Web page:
Post Traumatic Stress Disorder (PTSD)
Post Traumatic Stress Disorder (PTSD) is a term which first came into usage in the 1970s to describe the psychological issues affecting US soldiers returning from the Vietnam War. It was officially recognised as a disorder in 1980 by the American Psychiatric Association. Trauma, of course, has long been acknowledged as having a significant impact on the human psyche. The term PTSD acknowledges this impact, particularly the neurobiological changes to both the central and autonomic nervous system, and the detrimental effects these changes have on human behaviour and functioning.
If you have been diagnosed with PTSD or are suffering from PTSD-like symptoms, as a result of a traumatic or distressing experience, your daily life is probably very challenging. You may be noticing any of the following symptoms:
- intrusive thoughts
- avoidance of places or things which remind you of the event
- feeling numb or detached
- memory lapses around the event
- loss of interest in life
- low mood or negative thoughts
- anger and irritability
- panic attacks.
Eye Movement Desensitization and Reprocessing (EMDR)
EMDR is an evidence-based treatment for PTSD endorsed by the National Institute for Health and Care Excellence (NICE) and the World Health Organisation (WHO) among other bodies. It is specifically designed to help clients process traumatic or distressing experiences thus enabling the symptoms and emotional pain to be healed. It is based on a concept called Adaptive Information Processing (AIP) which uses bilateral stimulation in the form of eye movements or tapping to reprocess dysfunctional memories.
The AIP model proposes that the information related to a traumatic experience can sometimes be incompletely processed, resulting in the related sensations, emotions and distorted thoughts being stored like a 'live wire'. These 'live' associations are then easily triggered again and again, greatly undermining normal day-to-day life. EMDR is thought to alleviate this ongoing mental and physical distress by reprocessing the dysfunctionally stored components of the distressing memory.
The EMDR therapist employs a standardised protocol where the client engages a dual process by simultaneously attending to disturbing material whilst focusing on a therapist-directed external stimulus. Whilst the exact mechanisms are unknown, EMDR is understood to access the memory network where traumatic memories are dysfunctionally stored and enables new, adaptive associations to be made. EMDR thus aims to reduce subjective distress and strengthen adaptive beliefs related to the traumatic experience. It has been found to be as effective as Trauma-Focused CBT for the treatment of PTSD with the added advantage that the client does not need to describe or examine their experience at length.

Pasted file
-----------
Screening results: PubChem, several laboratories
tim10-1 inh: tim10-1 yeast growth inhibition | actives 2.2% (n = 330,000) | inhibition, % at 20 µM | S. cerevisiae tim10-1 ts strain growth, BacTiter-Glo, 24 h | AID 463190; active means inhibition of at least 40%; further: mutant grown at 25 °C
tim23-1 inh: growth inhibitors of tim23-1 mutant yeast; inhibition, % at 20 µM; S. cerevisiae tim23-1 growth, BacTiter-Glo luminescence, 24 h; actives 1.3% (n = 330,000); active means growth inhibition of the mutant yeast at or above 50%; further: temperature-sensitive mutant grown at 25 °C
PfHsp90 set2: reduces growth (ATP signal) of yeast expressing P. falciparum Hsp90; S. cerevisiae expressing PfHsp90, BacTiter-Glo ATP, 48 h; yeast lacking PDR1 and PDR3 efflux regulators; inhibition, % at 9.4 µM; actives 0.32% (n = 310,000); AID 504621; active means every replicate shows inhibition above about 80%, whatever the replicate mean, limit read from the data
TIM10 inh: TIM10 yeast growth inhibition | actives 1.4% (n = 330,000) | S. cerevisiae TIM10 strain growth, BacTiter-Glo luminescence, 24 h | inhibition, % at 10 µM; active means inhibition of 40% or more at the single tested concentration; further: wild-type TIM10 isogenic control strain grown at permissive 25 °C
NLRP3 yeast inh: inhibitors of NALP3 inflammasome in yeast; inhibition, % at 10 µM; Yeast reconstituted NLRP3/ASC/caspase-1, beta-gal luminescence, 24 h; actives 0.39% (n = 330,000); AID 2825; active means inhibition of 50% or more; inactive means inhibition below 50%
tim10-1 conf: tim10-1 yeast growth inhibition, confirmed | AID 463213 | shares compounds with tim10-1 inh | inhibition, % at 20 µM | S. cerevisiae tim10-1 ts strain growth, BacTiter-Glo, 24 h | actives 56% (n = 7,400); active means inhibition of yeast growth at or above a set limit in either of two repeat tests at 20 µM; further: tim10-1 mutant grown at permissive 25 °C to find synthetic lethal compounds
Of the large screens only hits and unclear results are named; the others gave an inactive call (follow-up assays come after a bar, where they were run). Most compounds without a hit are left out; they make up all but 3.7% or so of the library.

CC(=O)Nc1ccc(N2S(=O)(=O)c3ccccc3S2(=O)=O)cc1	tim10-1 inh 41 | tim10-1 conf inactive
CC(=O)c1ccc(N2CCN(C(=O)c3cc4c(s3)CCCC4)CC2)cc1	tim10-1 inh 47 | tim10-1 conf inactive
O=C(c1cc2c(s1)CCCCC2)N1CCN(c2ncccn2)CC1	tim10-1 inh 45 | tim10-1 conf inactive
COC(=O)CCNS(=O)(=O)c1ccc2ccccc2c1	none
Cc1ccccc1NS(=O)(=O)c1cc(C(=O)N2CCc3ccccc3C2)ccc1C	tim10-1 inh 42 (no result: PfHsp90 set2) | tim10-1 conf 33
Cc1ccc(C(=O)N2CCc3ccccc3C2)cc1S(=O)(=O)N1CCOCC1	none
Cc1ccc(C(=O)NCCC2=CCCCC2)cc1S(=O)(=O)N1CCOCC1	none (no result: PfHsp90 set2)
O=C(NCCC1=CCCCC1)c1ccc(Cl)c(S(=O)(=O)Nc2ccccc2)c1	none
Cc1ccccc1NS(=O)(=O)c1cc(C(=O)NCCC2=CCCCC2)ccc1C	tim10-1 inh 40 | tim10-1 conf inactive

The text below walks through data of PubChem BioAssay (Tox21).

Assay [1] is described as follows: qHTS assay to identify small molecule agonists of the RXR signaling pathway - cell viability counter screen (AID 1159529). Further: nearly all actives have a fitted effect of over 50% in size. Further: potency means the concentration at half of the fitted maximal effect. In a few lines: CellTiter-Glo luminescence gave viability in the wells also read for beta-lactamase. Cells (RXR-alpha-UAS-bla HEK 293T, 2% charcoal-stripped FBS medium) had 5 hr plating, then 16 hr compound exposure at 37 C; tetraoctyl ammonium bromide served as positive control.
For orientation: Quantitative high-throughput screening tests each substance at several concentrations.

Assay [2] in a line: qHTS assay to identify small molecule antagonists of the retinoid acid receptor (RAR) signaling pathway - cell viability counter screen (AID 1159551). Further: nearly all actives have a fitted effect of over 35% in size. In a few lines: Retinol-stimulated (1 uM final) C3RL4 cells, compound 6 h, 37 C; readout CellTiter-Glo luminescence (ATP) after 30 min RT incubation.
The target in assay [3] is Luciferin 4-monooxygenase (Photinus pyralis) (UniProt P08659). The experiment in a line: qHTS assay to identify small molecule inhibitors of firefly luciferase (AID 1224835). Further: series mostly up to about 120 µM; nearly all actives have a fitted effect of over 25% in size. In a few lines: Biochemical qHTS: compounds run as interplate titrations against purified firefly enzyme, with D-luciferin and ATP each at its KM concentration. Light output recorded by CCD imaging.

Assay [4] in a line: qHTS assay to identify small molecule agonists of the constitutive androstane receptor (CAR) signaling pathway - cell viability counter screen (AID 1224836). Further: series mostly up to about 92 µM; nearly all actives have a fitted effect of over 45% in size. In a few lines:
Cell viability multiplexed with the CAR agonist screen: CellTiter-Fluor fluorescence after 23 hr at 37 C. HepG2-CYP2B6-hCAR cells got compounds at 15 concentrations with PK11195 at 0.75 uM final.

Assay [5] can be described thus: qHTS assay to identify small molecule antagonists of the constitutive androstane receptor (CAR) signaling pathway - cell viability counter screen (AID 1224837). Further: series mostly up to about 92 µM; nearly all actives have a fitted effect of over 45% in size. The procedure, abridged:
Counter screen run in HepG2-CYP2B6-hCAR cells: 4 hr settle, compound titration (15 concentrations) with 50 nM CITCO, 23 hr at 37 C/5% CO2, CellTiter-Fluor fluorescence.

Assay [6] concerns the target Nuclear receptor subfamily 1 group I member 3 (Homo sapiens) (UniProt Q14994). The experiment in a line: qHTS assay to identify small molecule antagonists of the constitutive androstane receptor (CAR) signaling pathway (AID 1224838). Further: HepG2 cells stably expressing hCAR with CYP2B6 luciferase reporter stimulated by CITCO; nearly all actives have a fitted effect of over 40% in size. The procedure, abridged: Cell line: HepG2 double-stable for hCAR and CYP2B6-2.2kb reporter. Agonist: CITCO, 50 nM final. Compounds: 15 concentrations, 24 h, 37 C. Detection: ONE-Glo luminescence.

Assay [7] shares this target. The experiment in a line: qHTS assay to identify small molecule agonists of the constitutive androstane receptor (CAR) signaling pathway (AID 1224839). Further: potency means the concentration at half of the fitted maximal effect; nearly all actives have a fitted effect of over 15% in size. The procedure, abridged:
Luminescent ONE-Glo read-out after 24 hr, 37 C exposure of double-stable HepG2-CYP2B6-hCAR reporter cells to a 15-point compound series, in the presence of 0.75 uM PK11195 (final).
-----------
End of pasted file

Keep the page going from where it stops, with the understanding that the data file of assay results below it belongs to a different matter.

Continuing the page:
EMDR has considerable power and is recognised as an effective and efficient tool for treating traumatised populations. For this reason, EMDR is widely used by medics and clinicians working in war zones and areas affected by natural disasters. Some of the most extensive EMDR research has been on its effectiveness with combat veterans in the US, where it is validated by the American Psychiatric Association and the US Department of Veteran Affairs and Defense.
Whilst EMDR therapists can treat many cases of PTSD in 5-12 sessions, more complex presentations will require much longer work where EMDR is combined with talking therapy over a period of months and sometimes years. So, whilst EMDR is both a powerful and effective therapeutic tool, it is not a magic wand; but even in the most complex presentations, EMDR can often provide some relief or alleviation through resourcing and other grounding techniques.
Finally, whilst EMDR was initially developed in 1989 to treat PTSD, it is now used to treat a range of conditions including depression, anxiety, phobias, OCD, attachment disorders, chronic pain, acute stress and more. The EMDR field is full of therapists applying this ground-breaking technique to an ever wider range of presentations with exciting and encouraging results. Please see below for a list of references and websites which you can peruse for more information.
Trauma and Recovery by Judith Herman
The Body Keeps the Score by Bessel van der Kolk
The Body Remembers: The Psychophysiology of Trauma and Trauma Treatment by Babette Rothschild
Eye Movement Desensitization and Reprocessing (EMDR) Therapy (3rd Edition) by Francine Shapiro
Attachment-Focused EMDR: Healing Relational Trauma by Laurel Parnell
EMDR Toolbox: Theory and Treatment of Complex PTSD and Dissociation by Jim Knipe
Waking the Tiger: Healing Trauma by Peter Levine